Sutton Veny, St John's Church and the Spanish Flu
Updated: Apr 26, 2020
As I write this, today is ANZAC day 2020, where Australia and New Zealand commemorate their men and women from the Armed Forces who paid the ultimate price. But there is a little piece of Wiltshire which is forever linked to the ANZACs, as over 140 of them are buried in Sutton Veny.
The Church of St John in the village has a Commonwealth War Grave, a final resting place for 169 fallen. If you walk among the headstones you will notice how many of them are Australian and even includes several nurses. One thing that disturbed me was that many of the fallen died after the end of the First World War. I was haunted by thoughts that these brave men had survived the horror of war and
made it back safely to Wiltshire with thoughts of finally getting back home. Only to be taken from us by the Spanish flu pandemic that swept through the world between 1918 and 1920. As the virus swept through the valleys of Wiltshire, it took young men and nurses who were living around Sutton Veny.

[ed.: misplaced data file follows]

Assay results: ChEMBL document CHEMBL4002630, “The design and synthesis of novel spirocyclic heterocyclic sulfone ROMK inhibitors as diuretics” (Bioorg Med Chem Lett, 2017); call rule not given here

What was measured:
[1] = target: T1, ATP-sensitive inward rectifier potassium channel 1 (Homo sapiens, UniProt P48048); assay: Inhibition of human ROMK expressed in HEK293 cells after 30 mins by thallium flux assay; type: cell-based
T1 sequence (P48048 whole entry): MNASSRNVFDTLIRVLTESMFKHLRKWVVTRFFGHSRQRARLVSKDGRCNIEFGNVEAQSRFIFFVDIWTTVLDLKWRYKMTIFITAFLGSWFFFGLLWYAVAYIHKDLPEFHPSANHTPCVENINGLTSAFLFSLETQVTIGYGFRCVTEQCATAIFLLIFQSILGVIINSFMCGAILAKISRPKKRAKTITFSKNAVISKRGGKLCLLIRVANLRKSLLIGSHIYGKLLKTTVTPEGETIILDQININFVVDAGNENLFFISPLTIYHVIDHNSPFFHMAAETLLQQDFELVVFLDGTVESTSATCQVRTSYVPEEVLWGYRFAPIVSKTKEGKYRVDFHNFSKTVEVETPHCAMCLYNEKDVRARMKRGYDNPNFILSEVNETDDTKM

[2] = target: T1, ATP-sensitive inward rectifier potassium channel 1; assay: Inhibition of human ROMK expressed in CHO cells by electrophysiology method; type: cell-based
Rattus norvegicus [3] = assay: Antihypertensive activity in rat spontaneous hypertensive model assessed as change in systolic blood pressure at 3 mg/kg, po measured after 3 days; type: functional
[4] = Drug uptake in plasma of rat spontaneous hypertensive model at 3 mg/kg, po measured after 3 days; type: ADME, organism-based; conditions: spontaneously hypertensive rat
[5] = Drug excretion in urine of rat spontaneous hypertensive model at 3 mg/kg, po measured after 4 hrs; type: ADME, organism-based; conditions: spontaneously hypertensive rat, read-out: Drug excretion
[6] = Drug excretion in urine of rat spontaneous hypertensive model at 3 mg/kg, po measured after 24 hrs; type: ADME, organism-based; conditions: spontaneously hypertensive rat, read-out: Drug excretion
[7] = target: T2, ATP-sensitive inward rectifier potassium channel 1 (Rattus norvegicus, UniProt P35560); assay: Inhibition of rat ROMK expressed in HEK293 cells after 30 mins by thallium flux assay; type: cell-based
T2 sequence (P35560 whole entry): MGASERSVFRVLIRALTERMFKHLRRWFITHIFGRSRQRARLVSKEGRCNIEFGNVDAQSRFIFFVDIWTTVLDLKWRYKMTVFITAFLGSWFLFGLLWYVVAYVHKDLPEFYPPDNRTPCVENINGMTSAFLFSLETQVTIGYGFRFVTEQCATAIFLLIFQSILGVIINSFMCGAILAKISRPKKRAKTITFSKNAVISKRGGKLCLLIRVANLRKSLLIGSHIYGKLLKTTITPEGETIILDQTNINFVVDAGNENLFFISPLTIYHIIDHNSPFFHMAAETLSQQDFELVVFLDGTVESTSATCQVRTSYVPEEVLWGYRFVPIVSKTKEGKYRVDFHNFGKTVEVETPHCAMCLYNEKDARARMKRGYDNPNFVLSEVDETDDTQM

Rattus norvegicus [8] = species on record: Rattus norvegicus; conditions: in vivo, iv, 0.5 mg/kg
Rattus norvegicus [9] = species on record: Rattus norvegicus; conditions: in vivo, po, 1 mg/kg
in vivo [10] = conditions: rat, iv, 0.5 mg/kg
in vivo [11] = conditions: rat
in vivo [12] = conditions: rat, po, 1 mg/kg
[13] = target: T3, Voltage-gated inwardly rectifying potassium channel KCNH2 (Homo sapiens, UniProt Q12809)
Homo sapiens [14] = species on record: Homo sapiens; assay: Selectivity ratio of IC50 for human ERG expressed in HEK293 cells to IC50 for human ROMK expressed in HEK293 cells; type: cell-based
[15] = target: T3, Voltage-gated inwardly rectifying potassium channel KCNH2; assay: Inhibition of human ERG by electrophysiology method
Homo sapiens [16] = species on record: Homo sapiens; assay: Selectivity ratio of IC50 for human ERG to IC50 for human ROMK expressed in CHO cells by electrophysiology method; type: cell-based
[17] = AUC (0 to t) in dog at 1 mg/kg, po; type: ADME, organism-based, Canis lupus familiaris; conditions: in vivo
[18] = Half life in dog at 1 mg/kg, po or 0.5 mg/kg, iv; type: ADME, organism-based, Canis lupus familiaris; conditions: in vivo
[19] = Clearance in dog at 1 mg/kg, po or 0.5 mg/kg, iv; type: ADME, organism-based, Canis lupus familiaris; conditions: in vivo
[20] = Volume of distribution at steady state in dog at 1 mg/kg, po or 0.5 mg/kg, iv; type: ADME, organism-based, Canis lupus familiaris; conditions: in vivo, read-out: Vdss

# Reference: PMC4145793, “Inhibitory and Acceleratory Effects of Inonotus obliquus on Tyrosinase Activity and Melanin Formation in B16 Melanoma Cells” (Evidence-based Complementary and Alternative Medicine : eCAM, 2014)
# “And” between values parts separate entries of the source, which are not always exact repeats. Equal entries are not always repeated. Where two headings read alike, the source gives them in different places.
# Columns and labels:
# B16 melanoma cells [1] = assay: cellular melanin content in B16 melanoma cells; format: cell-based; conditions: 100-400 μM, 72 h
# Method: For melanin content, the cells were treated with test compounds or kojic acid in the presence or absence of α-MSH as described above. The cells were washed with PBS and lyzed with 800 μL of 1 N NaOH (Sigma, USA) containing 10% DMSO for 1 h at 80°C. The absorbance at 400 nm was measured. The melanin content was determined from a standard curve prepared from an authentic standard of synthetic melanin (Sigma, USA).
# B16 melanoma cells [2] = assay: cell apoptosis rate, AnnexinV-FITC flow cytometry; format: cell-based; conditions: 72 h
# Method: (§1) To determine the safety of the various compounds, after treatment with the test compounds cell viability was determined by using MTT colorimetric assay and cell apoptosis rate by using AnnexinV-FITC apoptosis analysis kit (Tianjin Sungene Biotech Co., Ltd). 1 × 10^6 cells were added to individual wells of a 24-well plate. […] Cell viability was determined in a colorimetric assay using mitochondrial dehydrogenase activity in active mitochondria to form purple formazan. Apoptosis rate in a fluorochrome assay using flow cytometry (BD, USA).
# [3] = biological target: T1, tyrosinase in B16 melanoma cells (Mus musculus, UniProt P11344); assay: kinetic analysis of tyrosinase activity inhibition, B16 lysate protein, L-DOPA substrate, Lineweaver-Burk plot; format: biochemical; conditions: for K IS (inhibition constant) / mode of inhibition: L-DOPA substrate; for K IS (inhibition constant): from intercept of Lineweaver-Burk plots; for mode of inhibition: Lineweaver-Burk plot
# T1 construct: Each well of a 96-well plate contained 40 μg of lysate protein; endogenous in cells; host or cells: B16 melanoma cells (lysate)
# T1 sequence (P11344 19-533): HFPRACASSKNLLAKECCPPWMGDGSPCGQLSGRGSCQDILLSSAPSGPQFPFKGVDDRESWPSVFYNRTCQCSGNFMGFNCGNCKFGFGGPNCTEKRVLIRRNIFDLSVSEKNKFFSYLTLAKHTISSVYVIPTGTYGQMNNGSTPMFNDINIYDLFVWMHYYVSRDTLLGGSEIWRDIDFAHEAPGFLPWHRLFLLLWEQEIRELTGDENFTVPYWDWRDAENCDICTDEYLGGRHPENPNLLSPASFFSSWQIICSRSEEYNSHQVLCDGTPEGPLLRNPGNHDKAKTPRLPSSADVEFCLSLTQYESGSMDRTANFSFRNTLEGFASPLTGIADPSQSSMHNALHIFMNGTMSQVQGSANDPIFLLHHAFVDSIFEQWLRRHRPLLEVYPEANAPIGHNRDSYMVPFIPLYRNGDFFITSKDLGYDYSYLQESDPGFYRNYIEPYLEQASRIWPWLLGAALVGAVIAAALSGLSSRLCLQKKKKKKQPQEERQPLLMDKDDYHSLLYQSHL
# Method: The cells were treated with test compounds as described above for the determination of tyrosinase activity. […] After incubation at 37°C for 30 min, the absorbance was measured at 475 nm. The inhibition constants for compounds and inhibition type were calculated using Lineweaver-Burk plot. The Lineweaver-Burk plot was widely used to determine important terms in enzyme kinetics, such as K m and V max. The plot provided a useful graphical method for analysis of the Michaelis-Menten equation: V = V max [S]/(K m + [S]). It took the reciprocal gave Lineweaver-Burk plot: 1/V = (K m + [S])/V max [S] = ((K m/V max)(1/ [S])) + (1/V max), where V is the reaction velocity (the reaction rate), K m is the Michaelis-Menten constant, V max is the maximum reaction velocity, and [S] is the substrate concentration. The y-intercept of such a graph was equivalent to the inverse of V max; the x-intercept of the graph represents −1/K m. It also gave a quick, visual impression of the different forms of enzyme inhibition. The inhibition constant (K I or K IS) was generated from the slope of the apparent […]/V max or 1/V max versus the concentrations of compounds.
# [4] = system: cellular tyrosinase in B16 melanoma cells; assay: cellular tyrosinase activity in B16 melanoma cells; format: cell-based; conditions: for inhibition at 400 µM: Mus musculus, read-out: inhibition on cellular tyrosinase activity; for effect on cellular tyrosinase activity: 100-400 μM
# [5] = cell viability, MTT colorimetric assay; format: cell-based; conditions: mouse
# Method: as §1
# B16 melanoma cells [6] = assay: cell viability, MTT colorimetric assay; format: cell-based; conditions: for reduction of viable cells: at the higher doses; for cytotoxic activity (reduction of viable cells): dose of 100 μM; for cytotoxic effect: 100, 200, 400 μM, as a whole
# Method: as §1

There were several military camps in the area, where soldiers lived in tents and wooden huts on fields such as these. The views across the hills are beautiful, but viruses are unforgiving and indiscriminate and bring devastation to human communities as they infect. We know this more than ever today as we live through our own pandemic of Covid-19 which has already taken over 20,000 people in the UK before their time.
In December 1916 Sutton Veny was the home of No. 1 Australian Command, which stayed here until after the war. The whole area round Sutton Veny and Codford became Australian for a while, and the links are maintained to this day. The Church houses an ANZAC chapel and a service is held every year in normal times to commemorate the fallen who are buried here.
In January 1919, No. 1 Australian General Hospital moved to Sutton Veny and stayed here until the end of the year. During that time over 100 Australian men and women died of influenza and are now at rest in the churchyard. This cruel disease killed around 250,000 people in Britain. But the service men and women who fell here are gone, but not forgotten.
I have included 2 headstones below, of Sister Tyson and Corporal Sowton. If you clink on the images you will be taken to external websites which tell their personal stories.